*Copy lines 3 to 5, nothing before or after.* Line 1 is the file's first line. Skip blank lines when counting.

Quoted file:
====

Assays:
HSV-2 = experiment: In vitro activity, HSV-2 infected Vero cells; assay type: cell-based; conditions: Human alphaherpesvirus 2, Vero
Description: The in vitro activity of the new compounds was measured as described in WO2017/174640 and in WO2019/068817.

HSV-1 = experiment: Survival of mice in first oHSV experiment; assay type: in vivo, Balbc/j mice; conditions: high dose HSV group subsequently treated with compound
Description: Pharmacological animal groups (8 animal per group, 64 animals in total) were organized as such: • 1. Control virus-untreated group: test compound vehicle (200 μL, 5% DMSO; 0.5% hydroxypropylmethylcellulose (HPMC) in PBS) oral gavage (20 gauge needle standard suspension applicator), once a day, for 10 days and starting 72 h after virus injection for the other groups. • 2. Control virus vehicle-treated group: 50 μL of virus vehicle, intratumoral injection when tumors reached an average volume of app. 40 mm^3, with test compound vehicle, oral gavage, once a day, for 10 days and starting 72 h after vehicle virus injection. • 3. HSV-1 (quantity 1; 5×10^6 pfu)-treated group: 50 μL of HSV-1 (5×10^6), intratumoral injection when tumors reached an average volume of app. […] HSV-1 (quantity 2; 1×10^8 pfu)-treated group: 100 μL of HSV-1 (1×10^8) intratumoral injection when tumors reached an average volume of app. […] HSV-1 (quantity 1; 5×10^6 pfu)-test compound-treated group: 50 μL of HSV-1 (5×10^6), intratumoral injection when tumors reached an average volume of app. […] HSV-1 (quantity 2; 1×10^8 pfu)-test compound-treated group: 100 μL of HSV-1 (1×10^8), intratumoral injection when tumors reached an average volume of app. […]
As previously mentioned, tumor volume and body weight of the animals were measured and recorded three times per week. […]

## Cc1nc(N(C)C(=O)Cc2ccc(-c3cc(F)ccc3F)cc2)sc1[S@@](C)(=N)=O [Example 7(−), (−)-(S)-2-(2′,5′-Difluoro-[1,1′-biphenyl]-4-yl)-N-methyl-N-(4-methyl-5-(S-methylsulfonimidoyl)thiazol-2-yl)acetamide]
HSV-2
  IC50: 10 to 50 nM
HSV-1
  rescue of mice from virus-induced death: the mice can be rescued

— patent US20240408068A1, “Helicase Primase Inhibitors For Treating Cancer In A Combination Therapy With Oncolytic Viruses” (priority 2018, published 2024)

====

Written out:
Description: The in vitro activity of the new compounds was measured as described in WO2017/174640 and in WO2019/068817.

HSV-1 = experiment: Survival of mice in first oHSV experiment; assay type: in vivo, Balbc/j mice; conditions: high dose HSV group subsequently treated with compound
Description: Pharmacological animal groups (8 animal per group, 64 animals in total) were organized as such: • 1. Control virus-untreated group: test compound vehicle (200 μL, 5% DMSO; 0.5% hydroxypropylmethylcellulose (HPMC) in PBS) oral gavage (20 gauge needle standard suspension applicator), once a day, for 10 days and starting 72 h after virus injection for the other groups. • 2. Control virus vehicle-treated group: 50 μL of virus vehicle, intratumoral injection when tumors reached an average volume of app. 40 mm^3, with test compound vehicle, oral gavage, once a day, for 10 days and starting 72 h after vehicle virus injection. • 3. HSV-1 (quantity 1; 5×10^6 pfu)-treated group: 50 μL of HSV-1 (5×10^6), intratumoral injection when tumors reached an average volume of app. […] HSV-1 (quantity 2; 1×10^8 pfu)-treated group: 100 μL of HSV-1 (1×10^8) intratumoral injection when tumors reached an average volume of app. […] HSV-1 (quantity 1; 5×10^6 pfu)-test compound-treated group: 50 μL of HSV-1 (5×10^6), intratumoral injection when tumors reached an average volume of app. […] HSV-1 (quantity 2; 1×10^8 pfu)-test compound-treated group: 100 μL of HSV-1 (1×10^8), intratumoral injection when tumors reached an average volume of app. […]